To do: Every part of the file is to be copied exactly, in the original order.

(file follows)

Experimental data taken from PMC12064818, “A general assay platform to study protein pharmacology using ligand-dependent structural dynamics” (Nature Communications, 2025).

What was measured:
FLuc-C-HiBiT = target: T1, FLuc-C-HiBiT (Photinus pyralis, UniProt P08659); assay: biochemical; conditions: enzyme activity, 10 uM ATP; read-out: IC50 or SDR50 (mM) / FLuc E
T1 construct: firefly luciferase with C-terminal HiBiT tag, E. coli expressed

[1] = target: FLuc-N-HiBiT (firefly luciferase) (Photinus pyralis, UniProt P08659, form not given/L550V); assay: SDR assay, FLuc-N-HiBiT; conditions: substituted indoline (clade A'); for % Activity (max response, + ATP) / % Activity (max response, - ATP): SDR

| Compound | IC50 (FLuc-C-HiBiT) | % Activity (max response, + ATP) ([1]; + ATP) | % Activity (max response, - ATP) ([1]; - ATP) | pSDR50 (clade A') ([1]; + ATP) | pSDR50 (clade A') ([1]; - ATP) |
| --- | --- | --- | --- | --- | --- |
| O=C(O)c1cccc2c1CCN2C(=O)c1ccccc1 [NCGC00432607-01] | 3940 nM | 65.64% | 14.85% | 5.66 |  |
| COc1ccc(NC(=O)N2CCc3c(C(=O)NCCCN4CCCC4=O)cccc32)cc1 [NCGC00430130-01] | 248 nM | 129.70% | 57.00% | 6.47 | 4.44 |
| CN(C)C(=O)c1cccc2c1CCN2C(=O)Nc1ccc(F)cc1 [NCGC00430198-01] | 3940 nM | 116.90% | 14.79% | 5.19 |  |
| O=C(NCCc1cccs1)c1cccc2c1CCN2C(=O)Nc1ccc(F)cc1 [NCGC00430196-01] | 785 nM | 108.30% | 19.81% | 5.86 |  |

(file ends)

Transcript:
Experimental data taken from PMC12064818, “A general assay platform to study protein pharmacology using ligand-dependent structural dynamics” (Nature Communications, 2025).

What was measured:
FLuc-C-HiBiT = target: T1, FLuc-C-HiBiT (Photinus pyralis, UniProt P08659); assay: biochemical; conditions: enzyme activity, 10 uM ATP; read-out: IC50 or SDR50 (mM) / FLuc E
T1 construct: firefly luciferase with C-terminal HiBiT tag, E. coli expressed

[1] = target: FLuc-N-HiBiT (firefly luciferase) (Photinus pyralis, UniProt P08659, form not given/L550V); assay: SDR assay, FLuc-N-HiBiT; conditions: substituted indoline (clade A'); for % Activity (max response, + ATP) / % Activity (max response, - ATP): SDR

| Compound | IC50 (FLuc-C-HiBiT) | % Activity (max response, + ATP) ([1]; + ATP) | % Activity (max response, - ATP) ([1]; - ATP) | pSDR50 (clade A') ([1]; + ATP) | pSDR50 (clade A') ([1]; - ATP) |
| --- | --- | --- | --- | --- | --- |
| O=C(O)c1cccc2c1CCN2C(=O)c1ccccc1 [NCGC00432607-01] | 3940 nM | 65.64% | 14.85% | 5.66 |  |
| COc1ccc(NC(=O)N2CCc3c(C(=O)NCCCN4CCCC4=O)cccc32)cc1 [NCGC00430130-01] | 248 nM | 129.70% | 57.00% | 6.47 | 4.44 |
| CN(C)C(=O)c1cccc2c1CCN2C(=O)Nc1ccc(F)cc1 [NCGC00430198-01] | 3940 nM | 116.90% | 14.79% | 5.19 |  |
| O=C(NCCc1cccs1)c1cccc2c1CCN2C(=O)Nc1ccc(F)cc1 [NCGC00430196-01] | 785 nM | 108.30% | 19.81% | 5.86 |  |